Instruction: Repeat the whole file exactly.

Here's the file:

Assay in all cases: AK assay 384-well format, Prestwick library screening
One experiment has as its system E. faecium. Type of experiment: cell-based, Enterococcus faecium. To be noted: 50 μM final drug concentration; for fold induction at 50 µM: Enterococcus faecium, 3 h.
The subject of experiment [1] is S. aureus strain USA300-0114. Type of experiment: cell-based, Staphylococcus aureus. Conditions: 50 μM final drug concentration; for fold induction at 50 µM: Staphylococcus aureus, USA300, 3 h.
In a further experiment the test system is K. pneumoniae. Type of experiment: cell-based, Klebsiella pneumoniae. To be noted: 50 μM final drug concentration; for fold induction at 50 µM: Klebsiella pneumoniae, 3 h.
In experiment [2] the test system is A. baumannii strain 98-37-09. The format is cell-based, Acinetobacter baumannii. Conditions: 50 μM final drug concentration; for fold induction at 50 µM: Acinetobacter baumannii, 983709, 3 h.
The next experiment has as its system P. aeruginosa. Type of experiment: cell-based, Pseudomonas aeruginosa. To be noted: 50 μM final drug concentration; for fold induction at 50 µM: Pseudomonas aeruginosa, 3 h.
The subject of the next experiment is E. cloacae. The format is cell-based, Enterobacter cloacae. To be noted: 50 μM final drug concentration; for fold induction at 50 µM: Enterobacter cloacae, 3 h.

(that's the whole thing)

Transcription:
Assay in all cases: AK assay 384-well format, Prestwick library screening
One experiment has as its system E. faecium. Type of experiment: cell-based, Enterococcus faecium. To be noted: 50 μM final drug concentration; for fold induction at 50 µM: Enterococcus faecium, 3 h.
The subject of experiment [1] is S. aureus strain USA300-0114. Type of experiment: cell-based, Staphylococcus aureus. Conditions: 50 μM final drug concentration; for fold induction at 50 µM: Staphylococcus aureus, USA300, 3 h.
In a further experiment the test system is K. pneumoniae. Type of experiment: cell-based, Klebsiella pneumoniae. To be noted: 50 μM final drug concentration; for fold induction at 50 µM: Klebsiella pneumoniae, 3 h.
In experiment [2] the test system is A. baumannii strain 98-37-09. The format is cell-based, Acinetobacter baumannii. Conditions: 50 μM final drug concentration; for fold induction at 50 µM: Acinetobacter baumannii, 983709, 3 h.
The next experiment has as its system P. aeruginosa. Type of experiment: cell-based, Pseudomonas aeruginosa. To be noted: 50 μM final drug concentration; for fold induction at 50 µM: Pseudomonas aeruginosa, 3 h.
The subject of the next experiment is E. cloacae. The format is cell-based, Enterobacter cloacae. To be noted: 50 μM final drug concentration; for fold induction at 50 µM: Enterobacter cloacae, 3 h.